Support ancillary studies within one or more large-scale, population-based surveillance and epidemiological studies, including U.S. populations, to collect nested, case-control data on environmental factors during preconception, and during prenatal and early postnatal development, as well as genetic data, that could be pooled (as needed), to analyze targets for potential gene/environment interactions by 2015. Estimated cost: $40,000,000 over 5 years.

Wow! $40M in gene/environment interactions. How much closer to the supposed agenda of the vaccine-orgs can one get? And yet, once again, the vaccine-orgs aren’t talking about it.

How about two more initiatives:

Determine the effect of at least five environmental factors on the risk for subtypes of ASD in the pre- and early postnatal period of development by 2015. Estimated cost: $10,000,000 over 5 years.

Conduct a multi-site study of the subsequent pregnancies of 1000 women with a child with ASD to assess the impact of environmental factors in a period most relevant to the progression of ASD by 2014. Estimated cost: $10,000,000 over 5 years.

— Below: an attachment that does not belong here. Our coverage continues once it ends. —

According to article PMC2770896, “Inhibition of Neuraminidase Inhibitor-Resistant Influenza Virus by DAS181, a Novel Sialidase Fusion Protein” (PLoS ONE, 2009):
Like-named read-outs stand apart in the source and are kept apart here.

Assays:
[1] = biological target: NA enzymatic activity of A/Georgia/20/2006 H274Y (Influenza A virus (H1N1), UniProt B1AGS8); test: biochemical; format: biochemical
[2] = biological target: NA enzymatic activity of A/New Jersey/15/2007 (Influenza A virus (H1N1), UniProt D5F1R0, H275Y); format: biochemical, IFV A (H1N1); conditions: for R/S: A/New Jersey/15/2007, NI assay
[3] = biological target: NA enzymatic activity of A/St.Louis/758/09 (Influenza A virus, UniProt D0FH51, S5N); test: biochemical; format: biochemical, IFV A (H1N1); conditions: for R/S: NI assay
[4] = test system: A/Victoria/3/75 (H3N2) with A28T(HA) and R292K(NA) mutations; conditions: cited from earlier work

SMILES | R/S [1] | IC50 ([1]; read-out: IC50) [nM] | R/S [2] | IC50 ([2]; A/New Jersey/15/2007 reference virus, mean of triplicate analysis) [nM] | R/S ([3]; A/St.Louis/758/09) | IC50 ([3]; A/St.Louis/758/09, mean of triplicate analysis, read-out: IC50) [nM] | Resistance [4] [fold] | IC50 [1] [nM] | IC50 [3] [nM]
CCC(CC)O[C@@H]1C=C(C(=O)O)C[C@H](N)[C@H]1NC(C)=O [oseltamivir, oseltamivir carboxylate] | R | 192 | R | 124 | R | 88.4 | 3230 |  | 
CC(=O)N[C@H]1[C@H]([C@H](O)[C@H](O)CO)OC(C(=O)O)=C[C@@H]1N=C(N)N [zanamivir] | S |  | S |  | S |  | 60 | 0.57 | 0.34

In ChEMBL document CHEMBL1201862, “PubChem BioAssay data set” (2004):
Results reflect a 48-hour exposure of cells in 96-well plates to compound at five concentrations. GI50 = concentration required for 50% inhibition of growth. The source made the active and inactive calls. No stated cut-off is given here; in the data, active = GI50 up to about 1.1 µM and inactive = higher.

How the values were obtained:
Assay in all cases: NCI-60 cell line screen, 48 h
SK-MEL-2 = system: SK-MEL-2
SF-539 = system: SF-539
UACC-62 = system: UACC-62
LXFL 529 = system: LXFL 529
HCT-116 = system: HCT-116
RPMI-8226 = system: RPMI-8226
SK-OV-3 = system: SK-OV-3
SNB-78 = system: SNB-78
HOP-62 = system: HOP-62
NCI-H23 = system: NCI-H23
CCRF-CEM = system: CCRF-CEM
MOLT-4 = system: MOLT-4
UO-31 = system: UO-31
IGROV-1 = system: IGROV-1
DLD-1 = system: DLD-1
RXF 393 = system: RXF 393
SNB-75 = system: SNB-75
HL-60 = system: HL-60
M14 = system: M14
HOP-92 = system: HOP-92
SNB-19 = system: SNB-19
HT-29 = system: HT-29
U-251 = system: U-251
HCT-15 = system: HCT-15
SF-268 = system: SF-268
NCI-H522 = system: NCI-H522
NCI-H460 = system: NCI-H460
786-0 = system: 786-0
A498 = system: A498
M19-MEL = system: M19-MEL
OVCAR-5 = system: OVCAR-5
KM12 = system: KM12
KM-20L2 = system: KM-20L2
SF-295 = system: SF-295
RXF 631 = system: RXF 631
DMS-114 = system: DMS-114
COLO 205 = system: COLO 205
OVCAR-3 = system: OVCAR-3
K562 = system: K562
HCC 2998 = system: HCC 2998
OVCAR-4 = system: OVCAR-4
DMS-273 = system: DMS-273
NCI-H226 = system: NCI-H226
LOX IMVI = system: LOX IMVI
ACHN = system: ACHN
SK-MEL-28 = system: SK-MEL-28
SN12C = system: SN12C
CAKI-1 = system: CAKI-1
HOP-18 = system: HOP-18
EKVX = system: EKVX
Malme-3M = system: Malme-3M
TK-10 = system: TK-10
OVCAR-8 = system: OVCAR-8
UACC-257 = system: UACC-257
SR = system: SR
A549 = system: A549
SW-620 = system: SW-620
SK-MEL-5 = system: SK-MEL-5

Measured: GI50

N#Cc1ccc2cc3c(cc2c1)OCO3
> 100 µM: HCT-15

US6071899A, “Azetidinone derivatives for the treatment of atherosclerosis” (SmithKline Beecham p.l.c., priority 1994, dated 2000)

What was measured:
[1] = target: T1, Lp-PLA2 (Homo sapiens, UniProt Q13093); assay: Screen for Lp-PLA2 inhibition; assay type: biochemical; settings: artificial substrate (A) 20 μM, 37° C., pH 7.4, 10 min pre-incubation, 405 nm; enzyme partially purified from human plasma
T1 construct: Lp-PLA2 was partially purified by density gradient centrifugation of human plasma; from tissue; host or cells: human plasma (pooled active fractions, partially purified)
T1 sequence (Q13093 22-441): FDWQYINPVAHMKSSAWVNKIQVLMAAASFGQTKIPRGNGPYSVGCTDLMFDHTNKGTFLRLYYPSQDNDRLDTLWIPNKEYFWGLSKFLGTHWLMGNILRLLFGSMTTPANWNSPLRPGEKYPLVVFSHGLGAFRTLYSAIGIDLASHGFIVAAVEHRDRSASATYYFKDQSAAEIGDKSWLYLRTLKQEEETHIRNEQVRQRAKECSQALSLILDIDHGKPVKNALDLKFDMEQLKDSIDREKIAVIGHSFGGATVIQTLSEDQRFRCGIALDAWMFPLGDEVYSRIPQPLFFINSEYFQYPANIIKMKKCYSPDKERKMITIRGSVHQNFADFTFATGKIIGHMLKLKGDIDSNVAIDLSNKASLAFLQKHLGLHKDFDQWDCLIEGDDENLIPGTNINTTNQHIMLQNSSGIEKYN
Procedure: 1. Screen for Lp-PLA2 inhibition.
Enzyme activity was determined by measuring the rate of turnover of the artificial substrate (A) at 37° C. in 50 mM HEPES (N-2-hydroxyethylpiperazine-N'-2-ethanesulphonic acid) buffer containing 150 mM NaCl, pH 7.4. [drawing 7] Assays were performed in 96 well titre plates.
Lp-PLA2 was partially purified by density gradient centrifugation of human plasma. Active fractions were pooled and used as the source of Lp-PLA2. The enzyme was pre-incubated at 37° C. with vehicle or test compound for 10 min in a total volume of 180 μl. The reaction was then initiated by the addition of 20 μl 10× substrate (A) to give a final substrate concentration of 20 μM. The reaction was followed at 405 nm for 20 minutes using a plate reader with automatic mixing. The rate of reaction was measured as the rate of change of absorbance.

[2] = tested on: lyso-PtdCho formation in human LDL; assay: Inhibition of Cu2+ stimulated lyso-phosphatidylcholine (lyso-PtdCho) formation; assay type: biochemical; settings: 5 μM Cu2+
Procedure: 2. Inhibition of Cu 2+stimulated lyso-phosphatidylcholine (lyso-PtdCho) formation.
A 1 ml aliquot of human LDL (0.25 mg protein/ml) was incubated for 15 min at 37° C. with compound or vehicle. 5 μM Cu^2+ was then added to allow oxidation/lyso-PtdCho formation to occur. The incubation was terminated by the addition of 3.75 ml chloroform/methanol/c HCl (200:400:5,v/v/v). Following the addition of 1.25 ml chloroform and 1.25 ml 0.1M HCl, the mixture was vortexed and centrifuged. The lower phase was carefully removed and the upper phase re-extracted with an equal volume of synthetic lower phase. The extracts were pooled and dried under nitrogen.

Another $20M on environmental issues.

I think the point is made—just in this list there are something like $100M to $200M in funding for the biology of autism and environmental factors.

Why don’t the vaccine-orgs talk about these initiatives? One could speculate that it hurts their political maneuvering complaining about the removal of the vaccine initiatives. “Senator, they gave us $100M for exactly what we asked for, but we didn’t get everything”. Doesn’t sound so good, does it?

But, and this is important, these same vaccine orgs weren’t trumpeting the inclusion of all these biology and environment initiatives even before the vaccine initiatives were removed.

That’s why I keep referring to them as “vaccine-orgs”. It seems vaccines are the one and only issue they care about. Sure, they gave some lip-service to environment and biology. But now it’s as if these initiatives don’t exist and aren’t important. If you listen to their spiel: “Poor us, we asked for this small vaccine initiative, but all we got was genetics”.

Genetics? Yep, it is in the Plan. And rightly so, I will add. There is real evidence for genetic links to autism. If we are to understand autism, even environmental causes, we need to have the genetic information. Take this initiative, for example:

Identify genetic risk factors in at least 50% of people with ASD by 2014. Estimated cost: $30,000,000 over 6 years.